Circumcision Ritual, Baby’s Herpes Linked: Ancient Jewish Ritual Angers Public In NYC
In the Big Apple, another controversial circumcision allegedly led to a baby contracting the herpes virus. According to the New York Daily News, a haredi mohel (Jewish ritual circumciser) performed the centuries-old ritual on a baby and transmitted the potentially deadly disease to the infant boy. Authorities believe the metzizah b’peh practice of circumcising a baby marks the fourth time in 2014 that a child contracted herpes simplex virus Type 1 (or HSV-1).
The aging practice essentially involves the removal of a newborn baby’s foreskin. After the circumcision, a mohel or rabbi uses his mouth to suck away the blood from the child’s bleeding penis.
Doctors warn of the dangers involved in potentially transmitting pathogens from mouth-to-genitalia, especially when bodily fluids — in this case, saliva and blood — are exchanged. Reportedly, the baby in question contracted neonatal herpes. Once the virus enters the host body, the person has it for a lifetime. While it can lay dormant, it never leaves the person’s body. Studies point out that the virus increases a person’s chance of developing Alzheimer’s Disease or mental dysfunction later in life.
Health officials say 17 babies have contracted herpes and died after circumcisions since 2000. Each time, the metzizah b’peh ritual (or MBP) was involved.
In July, the Inquisitr reported on the deaths of two infant boys, who apparently died after contracting herpes. NYC officials contend that the ancient practice of Jewish circumcisions caused the boys’ deaths.
In Western culture, the act of removing the foreskin of a newborn child is the subject of heated and ongoing debate. Doctors are split over the medical necessity and some MD’s believe the surgery amounts to unneeded costs and subsidies. Moreover, some experts believe surgery for circumcisions may cause more harm than good.
It’s important to note that this form of circumcision is not embraced by all members of the Jewish community. In fact, many who identify with the faith are firmly against the ages-old practice. Reports suggest that the metzizah b’peh, which is believed to have been performed on the baby in this case who contracted herpes, was performed by an ultra-Orthodox Jewish elder.
In this latest case of herpes contracted by a baby during the circumcision ritual, the parent brought the child to a doctor for fussy and colicky behavior. During the appointment, the doctor discovered lesions on the baby’s penis that were consistent with the deadly neonatal strain.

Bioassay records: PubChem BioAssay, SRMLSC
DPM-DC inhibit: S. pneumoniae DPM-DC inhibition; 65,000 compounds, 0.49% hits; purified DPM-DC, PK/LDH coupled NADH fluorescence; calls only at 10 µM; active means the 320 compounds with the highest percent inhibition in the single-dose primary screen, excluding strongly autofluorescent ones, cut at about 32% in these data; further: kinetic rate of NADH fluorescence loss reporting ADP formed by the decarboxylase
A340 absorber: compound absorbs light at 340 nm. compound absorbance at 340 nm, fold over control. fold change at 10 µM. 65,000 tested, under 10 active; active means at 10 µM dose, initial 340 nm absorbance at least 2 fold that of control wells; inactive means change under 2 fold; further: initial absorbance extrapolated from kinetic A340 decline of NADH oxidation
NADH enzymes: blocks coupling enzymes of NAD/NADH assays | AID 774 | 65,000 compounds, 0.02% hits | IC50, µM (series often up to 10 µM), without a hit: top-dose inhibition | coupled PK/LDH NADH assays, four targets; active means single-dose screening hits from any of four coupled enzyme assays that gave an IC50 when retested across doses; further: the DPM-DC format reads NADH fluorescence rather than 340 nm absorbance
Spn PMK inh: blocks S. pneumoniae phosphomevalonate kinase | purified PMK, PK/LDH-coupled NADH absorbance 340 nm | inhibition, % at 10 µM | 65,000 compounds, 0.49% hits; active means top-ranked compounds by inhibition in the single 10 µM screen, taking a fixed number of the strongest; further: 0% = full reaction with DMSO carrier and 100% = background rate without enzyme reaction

Accordingly, he was rushed to the hospital and treated aggressively. Doctors used the timeline from the time the boy was circumcised to the moment he came down with symptoms. All altogether, it took about 12 days to make a diagnosis.
Many have spoken out against the practice, but some suggest it is difficult to enforce because officials have to walk a thin line on matters involving religion. During his campaign for mayor, de Blasio spoke out against circumcising babies, and he promised to make changes in the city’s policy on circumcision if he was elected. However, critics point out that he has not taken up the issue so far.
“I would start over. Change the policy to find a way to protect all the children but also respect religious tradition in an appropriate manner and come Day 1 to City Hall with a new policy that’s fair.”
Various amounts of evidence claim to make connections with circumcision based on the ancient practice and babies diagnosed with herpes. However, elders claim there has been no conclusive evidence to support the attacks on the religious custom. Ironically, as the Jerusalem Post pointed out, the manner of circumcision with baby boys is not a mandatory Jewish rite based on biblical doctrine.
Share your take on this latest development. With the association between metzizah b’peh ritual circumcision and babies contracting herpes, should city officials outlaw the specific practice? Going one step further, do you believe all types of circumcision should be banned?
[Image via: European Jewish Congress]